A Special Agent is assigned to protect a wealthy business magnate. However, when the businessman is kidnapped in a daring ambush, he teams up with a seasoned detective to crack the case. But soon he discovers the case isn't that simple.
A country boy becomes the head of a gang through the purchase of some lucky roses from an old lady. He and a singer at the gang's nightclub try to do a good deed for the old lady when her daughter comes to visit.
Identical twins are separated at birth, one becoming a streetwise mechanic, and the other an acclaimed classical concert conductor. Finally meeting in adulthood, they each become mistaken for the other and entangled in each other's world.
Teddy Robin Kwan
Dragon is now transferred to be the police head of Sai Wan district, and has to contend with a gangster kingpin, anti-Manchu revolutionaries, some runaway pirates, Manchu Loyalists and a corrupt Police Superintendent.
A dark and handsome true-crime thriller about kidnapping and police corruption in Hong Kong. Once of Jackie Chan's most serious roles, but still overflowing with spectacular acrobatic sequences.Written by
Towne 3, San Jose, Ca
Loosely based (as acknowledged in most versions) on the real story of millionaire Teddy Wang, who was kidnapped twice, first in 1983, and again in 1990. After the second kidnapping, he was never found (in most versions of the movie, he is thrown off the kidnappers' ship, which is allegedly what really happened), and in 1999 he was officially declared dead. See more »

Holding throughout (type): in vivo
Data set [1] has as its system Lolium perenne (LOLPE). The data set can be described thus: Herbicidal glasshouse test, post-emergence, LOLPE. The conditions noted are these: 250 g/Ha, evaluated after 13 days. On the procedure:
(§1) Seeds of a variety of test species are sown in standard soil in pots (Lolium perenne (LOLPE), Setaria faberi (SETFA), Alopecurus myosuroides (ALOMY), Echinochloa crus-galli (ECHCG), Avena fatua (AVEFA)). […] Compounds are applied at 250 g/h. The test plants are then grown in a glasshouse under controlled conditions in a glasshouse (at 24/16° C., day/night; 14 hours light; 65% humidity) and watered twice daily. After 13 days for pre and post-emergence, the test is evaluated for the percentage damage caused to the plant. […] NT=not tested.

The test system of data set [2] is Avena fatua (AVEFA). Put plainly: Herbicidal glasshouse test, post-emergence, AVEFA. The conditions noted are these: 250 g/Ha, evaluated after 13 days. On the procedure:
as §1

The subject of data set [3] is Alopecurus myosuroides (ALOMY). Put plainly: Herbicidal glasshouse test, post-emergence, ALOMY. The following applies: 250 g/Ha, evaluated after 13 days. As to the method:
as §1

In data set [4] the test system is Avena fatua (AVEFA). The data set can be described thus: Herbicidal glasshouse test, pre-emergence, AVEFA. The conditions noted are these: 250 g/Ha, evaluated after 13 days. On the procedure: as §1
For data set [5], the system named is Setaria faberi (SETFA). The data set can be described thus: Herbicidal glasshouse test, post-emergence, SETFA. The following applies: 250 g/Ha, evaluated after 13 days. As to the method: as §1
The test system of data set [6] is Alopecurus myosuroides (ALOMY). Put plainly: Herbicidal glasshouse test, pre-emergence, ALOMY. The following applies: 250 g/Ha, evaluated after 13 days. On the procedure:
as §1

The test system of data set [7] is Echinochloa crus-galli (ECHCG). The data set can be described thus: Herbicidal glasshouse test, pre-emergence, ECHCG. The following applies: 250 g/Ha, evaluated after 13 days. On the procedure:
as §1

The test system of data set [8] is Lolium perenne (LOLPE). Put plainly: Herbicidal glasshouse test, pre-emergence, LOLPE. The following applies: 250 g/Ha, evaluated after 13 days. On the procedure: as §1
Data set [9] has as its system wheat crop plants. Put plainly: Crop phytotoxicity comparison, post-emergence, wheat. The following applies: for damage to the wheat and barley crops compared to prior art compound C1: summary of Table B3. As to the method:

In the beginning when Jackie is shooting the criminals, he first shoots a guy who falls into a cake shop. After that when Jackie is hiding behind the car he fires 6 more shots without reloading. In the 80s, Hong Kong's CID used .38 revolvers with 6 bullets. See more »
The Singapore and Thai versions are edited differently to the HK version; some shots are missing, whilst it features scenes between Eddie and the psychiatrist in a bar and a sports facility. See more »
Chan proves himself as an actor in realistic actioner
Despite still showing great skill, it's almost a shame that in recent years Jackie Chan has concentrated almost entirely on slapstick martial arts and incessant mugging. Of course, this is Chan's trademark, but in his earlier days he would sometimes attempt a change of pace. Crime Story, based on a true story, is such an example.
Crime Story plays like Police Story with most of the comedy and outlandish elements removed. It's a gripping film with a realistic feel ,although there is still room for plenty of action, including an incredible sequence when Chan runs for his life for real as a wall is demolished right behind him, and a climatic fight which is reminiscent of the brutal Chan action in Heart Of The Dragon.
Chan fell out with the director of the film and added the occasional more typical Chan scene, such as a fight on trampolines. Also, some elements of the story, such as Chan's relationship with his psychiatrist, are introduced and then thrown away. Still, this is a generally well plotted, very tight film in which Chan gives a really strong, serious performance. Maybe, as he gets older ,we will see more of this kind of thing from him.
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